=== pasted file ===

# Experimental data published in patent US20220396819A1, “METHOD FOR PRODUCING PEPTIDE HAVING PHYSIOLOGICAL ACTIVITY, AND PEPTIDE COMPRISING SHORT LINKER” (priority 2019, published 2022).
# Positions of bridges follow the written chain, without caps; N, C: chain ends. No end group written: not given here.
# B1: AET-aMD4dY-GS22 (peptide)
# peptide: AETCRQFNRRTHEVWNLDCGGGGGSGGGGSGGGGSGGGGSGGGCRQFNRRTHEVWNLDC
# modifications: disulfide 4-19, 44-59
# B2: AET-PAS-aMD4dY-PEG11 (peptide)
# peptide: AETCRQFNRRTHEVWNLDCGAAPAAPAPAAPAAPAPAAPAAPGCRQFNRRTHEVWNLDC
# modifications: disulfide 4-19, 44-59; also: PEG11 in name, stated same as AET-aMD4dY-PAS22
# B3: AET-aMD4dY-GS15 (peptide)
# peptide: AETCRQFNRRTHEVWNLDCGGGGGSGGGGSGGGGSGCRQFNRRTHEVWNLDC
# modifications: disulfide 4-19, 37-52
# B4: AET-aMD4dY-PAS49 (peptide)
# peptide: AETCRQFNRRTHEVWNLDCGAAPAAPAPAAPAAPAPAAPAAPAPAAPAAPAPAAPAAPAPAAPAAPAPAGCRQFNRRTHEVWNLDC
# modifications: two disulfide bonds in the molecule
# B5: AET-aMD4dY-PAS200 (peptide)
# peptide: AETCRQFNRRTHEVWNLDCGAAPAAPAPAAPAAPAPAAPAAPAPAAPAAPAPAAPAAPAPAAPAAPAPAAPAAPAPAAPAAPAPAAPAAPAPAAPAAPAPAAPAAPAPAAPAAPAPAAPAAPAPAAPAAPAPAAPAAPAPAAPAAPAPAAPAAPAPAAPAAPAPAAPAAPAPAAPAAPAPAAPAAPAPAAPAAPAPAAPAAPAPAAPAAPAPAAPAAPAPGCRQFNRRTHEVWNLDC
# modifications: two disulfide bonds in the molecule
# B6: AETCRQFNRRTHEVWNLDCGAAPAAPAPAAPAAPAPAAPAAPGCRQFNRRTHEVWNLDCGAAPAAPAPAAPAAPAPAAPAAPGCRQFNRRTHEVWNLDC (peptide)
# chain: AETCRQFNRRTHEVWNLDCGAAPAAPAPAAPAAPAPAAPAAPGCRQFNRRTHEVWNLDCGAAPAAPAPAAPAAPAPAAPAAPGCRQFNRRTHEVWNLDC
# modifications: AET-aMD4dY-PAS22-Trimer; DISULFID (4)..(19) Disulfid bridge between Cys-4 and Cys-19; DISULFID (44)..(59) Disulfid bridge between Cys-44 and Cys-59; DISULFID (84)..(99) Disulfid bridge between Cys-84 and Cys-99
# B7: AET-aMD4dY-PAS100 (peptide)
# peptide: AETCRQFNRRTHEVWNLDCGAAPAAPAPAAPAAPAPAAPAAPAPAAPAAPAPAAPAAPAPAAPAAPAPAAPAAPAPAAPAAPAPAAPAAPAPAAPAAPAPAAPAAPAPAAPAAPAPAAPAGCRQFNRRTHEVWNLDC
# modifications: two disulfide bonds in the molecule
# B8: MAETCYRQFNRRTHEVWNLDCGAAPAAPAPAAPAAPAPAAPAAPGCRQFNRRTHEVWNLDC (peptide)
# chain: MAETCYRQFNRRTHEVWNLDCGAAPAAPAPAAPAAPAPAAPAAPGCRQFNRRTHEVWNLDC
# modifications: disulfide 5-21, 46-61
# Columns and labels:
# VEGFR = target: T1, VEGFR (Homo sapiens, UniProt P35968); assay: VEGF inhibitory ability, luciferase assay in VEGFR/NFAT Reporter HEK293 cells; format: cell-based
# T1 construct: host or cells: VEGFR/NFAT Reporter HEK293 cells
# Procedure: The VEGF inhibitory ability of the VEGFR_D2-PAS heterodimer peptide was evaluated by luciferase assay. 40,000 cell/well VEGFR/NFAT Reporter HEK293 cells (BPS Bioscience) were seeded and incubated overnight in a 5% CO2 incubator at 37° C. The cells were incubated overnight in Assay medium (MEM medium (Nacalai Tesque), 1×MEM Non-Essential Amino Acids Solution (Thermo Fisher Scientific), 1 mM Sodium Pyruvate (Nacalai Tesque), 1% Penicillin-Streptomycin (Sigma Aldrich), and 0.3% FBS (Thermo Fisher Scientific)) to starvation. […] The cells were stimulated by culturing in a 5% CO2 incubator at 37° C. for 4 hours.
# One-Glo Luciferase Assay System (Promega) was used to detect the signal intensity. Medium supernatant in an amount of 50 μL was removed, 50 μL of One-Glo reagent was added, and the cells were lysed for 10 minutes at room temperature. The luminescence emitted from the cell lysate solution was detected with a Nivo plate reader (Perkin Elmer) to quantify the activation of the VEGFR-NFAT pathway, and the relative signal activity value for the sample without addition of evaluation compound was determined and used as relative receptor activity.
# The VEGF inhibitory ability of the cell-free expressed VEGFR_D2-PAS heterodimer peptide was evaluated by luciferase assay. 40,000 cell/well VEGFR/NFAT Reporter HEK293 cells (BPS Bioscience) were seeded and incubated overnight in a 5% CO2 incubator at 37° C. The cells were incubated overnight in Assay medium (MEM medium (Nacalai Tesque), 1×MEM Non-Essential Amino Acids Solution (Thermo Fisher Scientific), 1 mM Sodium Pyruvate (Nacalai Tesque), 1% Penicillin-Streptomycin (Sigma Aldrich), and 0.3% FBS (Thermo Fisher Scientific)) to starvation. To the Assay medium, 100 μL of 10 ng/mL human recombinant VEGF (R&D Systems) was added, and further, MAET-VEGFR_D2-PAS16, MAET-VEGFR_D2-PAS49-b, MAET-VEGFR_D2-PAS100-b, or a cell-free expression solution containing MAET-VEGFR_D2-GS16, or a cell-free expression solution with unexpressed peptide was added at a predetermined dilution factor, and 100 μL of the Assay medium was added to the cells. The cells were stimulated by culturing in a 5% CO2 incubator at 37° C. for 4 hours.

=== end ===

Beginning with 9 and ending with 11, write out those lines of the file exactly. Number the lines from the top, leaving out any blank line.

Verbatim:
# B3: AET-aMD4dY-GS15 (peptide)
# peptide: AETCRQFNRRTHEVWNLDCGGGGGSGGGGSGGGGSGCRQFNRRTHEVWNLDC
# modifications: disulfide 4-19, 37-52